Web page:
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Foster kids medicated 'for mental health'


Foster kids medicated 'for mental health'

November 04, 2008

Caroline Overington

FOSTER children are being medicated with psychotropic drugs at 10 times the rate of other children because as many as half have mental health problems, according to NSW Community Services Minister Linda Burney.

In a statement to The Australian yesterday, Ms Burney said "no one likes to see children on medication" but foster children generally had poor mental health and social competence compared with their peers and were therefore medicated.

She said a recent study of NSW foster children aged four to nine had found that half had mental health issues, such as attachment or "contact" problems, or attention deficit disorders.

The Australian reported yesterday that one in four foster children in NSW is taking psychotropic drugs, including stimulants and anti-depressants. In residential homes, where children live in small groups supervised by social workers, the rate of drug use is 50 per cent.

Those figures were taken from the Children's Guardian annual report, tabled in the NSW parliament on Friday.

The report said: "Almost a quarter of the (578) audited case files showed that psychotropic medication was currently prescribed."

The report also said that "children aged under 12 years in residential care ... were significantly more likely to have psychotropic medication prescribed (approximately 50 per cent)."

Children's Guardian Kerryn Boland said the figure from the sample could not fairly be extrapolated across the entire population of foster children because it was a particular sample. The sample represented the only data available for the 2007-08 year, but Ms Boland said the rate across the entire population in 2006-07 was "closer to one in seven".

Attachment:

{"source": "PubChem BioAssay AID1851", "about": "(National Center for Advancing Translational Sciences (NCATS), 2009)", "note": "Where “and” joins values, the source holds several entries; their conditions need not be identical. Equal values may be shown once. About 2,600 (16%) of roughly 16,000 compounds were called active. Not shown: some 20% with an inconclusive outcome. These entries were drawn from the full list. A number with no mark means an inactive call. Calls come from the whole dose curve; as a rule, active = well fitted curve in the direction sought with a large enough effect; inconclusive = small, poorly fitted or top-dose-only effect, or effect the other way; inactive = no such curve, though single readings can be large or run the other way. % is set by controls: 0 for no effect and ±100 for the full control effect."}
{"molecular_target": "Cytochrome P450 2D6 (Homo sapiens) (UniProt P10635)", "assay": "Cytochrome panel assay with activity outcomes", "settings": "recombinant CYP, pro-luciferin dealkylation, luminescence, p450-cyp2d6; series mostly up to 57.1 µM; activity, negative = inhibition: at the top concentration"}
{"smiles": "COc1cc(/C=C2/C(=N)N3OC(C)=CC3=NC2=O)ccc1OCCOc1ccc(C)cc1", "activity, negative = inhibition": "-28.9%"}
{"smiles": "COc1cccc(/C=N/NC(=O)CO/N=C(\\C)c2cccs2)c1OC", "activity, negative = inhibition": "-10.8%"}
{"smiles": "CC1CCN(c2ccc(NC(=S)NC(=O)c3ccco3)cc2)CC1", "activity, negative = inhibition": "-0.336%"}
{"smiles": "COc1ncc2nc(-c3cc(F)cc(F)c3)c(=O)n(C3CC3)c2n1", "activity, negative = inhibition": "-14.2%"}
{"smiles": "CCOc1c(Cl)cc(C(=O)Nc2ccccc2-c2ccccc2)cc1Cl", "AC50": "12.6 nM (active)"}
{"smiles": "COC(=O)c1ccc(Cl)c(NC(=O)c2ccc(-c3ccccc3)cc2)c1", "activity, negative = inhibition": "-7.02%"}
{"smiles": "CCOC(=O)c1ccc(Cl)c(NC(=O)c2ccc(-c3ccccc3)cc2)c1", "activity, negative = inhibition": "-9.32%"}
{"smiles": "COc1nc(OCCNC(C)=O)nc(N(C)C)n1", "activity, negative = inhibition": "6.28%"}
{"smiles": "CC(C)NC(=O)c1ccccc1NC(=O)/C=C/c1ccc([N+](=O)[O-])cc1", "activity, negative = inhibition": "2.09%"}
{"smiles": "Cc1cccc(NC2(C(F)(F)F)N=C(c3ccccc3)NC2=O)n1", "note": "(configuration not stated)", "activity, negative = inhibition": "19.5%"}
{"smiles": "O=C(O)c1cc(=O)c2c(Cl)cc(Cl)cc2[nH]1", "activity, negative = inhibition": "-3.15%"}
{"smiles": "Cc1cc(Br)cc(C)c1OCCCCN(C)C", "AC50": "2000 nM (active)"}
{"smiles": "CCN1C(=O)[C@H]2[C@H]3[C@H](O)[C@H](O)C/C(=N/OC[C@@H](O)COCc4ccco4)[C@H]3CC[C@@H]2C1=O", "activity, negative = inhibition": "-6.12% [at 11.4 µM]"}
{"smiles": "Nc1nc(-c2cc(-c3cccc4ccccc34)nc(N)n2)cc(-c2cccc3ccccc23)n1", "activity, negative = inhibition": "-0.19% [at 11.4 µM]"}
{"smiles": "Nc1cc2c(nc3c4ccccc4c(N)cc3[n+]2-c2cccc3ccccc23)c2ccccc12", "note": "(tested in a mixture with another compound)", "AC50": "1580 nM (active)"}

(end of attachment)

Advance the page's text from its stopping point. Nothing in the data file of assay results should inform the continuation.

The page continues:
The minister said children in care had suffered emotional trauma and some had been exposed to parental drug abuse and conflict and family violence.

But Ms Burney said the NSW Department of Community Services did not encourage the use of psychotropic medication "unless this is the judgment of a medical professional".

Ms Burney said $10,000 per child per year was also spent on other "supports and therapies".

Phil Mitchell, who conducted a review of the use of stimulants in children for the NSW Government, said the rate was "worryingly high".

Professor Mitchell puts the rate of stimulant use in the general population of children -- which excludes other drugs, such as anti-depressants -- at about 1.5 per cent.

"It does sound excessive, and it would suggest a lack of resources," Professor Mitchell said.

"In the foster care community, a number of these kids are going to suffer from psychological difficulties, so some use of medications is not inappropriate or wrong, but we prefer to use only when necessary.

"The critical issue is: how much non-drug therapy is available?"

Despite the large proportion of children on medication, counsel assisting the Wood inquiry into child welfare, Gail Furness, said the issue would not be investigated by James Wood QC.

Ms Furness said the issue had not been raised with the inquiry, and there had been no submissions about it.

2008 Nov 4